As a new season approaches, retailers have a lot on their minds.
From recession fears and soaring interest rates causing shifts in consumer spending, many retailers are cautiously moving into next season. But with improving inflation and price increases stabilizing, most are hopeful that next year will see a return to growth.
Market improvement can already be seen in the men’s shoe category. According to recent data from Circana (formerly IRI and The NPD Group), men’s footwear sales in the first quarter of 2023 have seen growth in drivers and loafers, with the fashion segment up 14 percent compared to both last year and pre-pandemic. Oxfords were also up 4 percent in Q1, primarily driven by hybrid styles featuring dressier uppers with sneaker soles. And while sneakers remain an important part of the men’s business, retailers are saying loafers are what’s driving newness, as more people return to events and the office.
And with next month marking the beginning of the spring/summer 2024 market for the men’s industry – as buyers head to Europe for runway shows and showroom appointments – FN caught up with top retailers to discuss what’s selling now and what they expect to see trending for next spring.
With so much debate about the designer sneaker and the return of dress, what is driving sales right now?
Bruce Pask, men’s fashion director at Neiman Marcus and Bergdorf Goodman: Sneakers continue to be a strength for us, but we’re also seeing interest in other casual and comfort components, like the loafer is also really taking off. And the dress category has really been incredibly strong. I think the customer is really interested in having a broader footwear wardrobe and choices for different occasions.
Justin Berkowitz, men’s fashion director at Bloomingdale’s: Dress shoes – inclusive of formal styles, lace-ups, monk straps, and loafers – were a key focus in building our assortments this spring, and we’re seeing strong performance in these styles as the customer is looking for more polished footwear options. On the more casual front, streamlined sneaker shapes, rubber sole venetians, and clogs are showing resonance.
Reginald Christian, men’s fashion market manager at Saks: This spring, clean sneakers are performing well, such as the Prada Downtown in vibrant and fresh colorways.
Jian DeLeon, men’s fashion director at Nordstrom: Sneakers are still strong across the board. From lifestyle runners by brands like On, Salomon, and Hoka to retro models ranging from “dad” shoes like the New Balance 900 series to basketball sneakers from Nike alongside silhouettes like the Adidas Forum and New Balance 550. The soccer-inspired shoe continues to have a moment too, with the Adidas Samba continuing to prove popular as well as similar models like the Gazelle, especially in suedes and saturated colors.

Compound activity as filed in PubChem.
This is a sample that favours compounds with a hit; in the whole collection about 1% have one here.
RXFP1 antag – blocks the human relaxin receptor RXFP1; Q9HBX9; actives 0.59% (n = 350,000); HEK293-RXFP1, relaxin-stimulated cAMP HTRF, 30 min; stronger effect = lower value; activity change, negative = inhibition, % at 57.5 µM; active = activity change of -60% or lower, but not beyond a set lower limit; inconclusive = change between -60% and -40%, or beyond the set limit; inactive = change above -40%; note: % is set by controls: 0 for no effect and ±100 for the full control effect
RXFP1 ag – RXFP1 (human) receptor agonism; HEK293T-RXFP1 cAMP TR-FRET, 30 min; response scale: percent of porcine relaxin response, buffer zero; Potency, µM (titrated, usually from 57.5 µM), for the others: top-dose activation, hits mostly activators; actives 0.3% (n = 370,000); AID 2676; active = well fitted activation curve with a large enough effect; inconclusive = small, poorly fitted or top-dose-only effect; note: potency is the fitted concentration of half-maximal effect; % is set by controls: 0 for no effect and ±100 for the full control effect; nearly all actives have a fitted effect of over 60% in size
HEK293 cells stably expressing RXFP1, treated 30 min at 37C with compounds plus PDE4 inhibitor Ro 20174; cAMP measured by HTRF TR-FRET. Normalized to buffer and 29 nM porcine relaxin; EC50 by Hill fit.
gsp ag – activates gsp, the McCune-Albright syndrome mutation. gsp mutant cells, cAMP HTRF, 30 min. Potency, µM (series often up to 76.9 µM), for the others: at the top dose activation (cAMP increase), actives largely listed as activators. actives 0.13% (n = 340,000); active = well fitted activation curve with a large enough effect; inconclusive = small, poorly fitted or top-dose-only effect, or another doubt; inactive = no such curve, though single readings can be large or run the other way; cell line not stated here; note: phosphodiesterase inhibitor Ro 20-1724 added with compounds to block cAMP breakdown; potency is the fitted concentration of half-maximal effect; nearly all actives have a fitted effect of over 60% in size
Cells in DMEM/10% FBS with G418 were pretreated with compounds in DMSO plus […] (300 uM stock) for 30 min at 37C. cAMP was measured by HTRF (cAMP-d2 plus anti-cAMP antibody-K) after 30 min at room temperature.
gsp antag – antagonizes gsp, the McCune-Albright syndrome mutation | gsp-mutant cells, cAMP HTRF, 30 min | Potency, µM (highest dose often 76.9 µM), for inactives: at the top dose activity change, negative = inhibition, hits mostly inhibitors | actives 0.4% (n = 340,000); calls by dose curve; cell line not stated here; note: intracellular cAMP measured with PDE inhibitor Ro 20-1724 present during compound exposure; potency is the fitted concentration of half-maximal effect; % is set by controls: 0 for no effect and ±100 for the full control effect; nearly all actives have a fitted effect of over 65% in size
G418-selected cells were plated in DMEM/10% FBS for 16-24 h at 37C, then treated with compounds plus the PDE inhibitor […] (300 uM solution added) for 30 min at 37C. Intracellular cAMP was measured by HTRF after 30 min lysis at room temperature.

Mytheresa’s menswear buying team, led by director Chris Kyvetos: Loafers are having a great momentum throughout the year. Moreover, with regards to the spring/summer season, we notice a robust showing for espadrilles and mules.
Diego Abba, CEO of Italist: Despite the style’s familiarity, Golden Goose sneakers are still a top-selling brand for men’s footwear. Dark streetwear luxury shoes, from the likes of Rick Owens and DRKSHDW, are also perennially popular and going strong this spring.
Designer sneaker aesthetics have gone through quite a shift since the pandemic. What type of luxury sneakers are men buying now?
Pask: We’re seeing a focus on the classic streamlined styles, like the classic white leather sneakers are doing incredibly well. The Common Projects Achilles Low continues to do well as does Prada’s hit America’s Cup shoe in the new rubber version. But then, for statement making, we’ve got some great exclusive projects with Christian Louboutin for the season.
Berkowitz: Over the course of past several months, we have begun to see a bit more balance; while sneakers are still a very important part of the business, we’ve seen dress come back. There is an important shift is the kinds of sneakers we’re seeing prove the most popular; by and large the trend is about more minimalist, lower profile court sneakers which are office appropriate. We’re also seeing traction in more Y2K-inspired trainer styles, athletic styles, and outdoor styles, being driven by New Balance, On Running, and Salomon, respectively.
Christian: Sneakers continue to drive a significant percentage of our men’s footwear business. Our customers are responding particularly well to the clean sneaker trend and incorporating these styles into their work and everyday lifestyle wardrobe.
DeLeon: Our business in sneakers continues to grow year over year, with running styles outpacing many other models. The so-called “quiet luxury” trend reflects an increased appetite in minimal lifestyle models in white-on-white leather and creamy suedes and equally versatile off-white shades, as well as the rise of hybrid dress sneakers that offer comfort for our customers.
Abba: Sneakers are still very popular and are consistently about 65% of all our men’s footwear sales. This season, Kiton’s knit sneakers have been selling well, while classic low-top leather sneakers like Maison Margiela’s Replica and Common Projects’ Achilles have also been trending.
Loafers have quickly and quietly taken over the conversationg in men’s dress shoes, but what are you seeing your stores?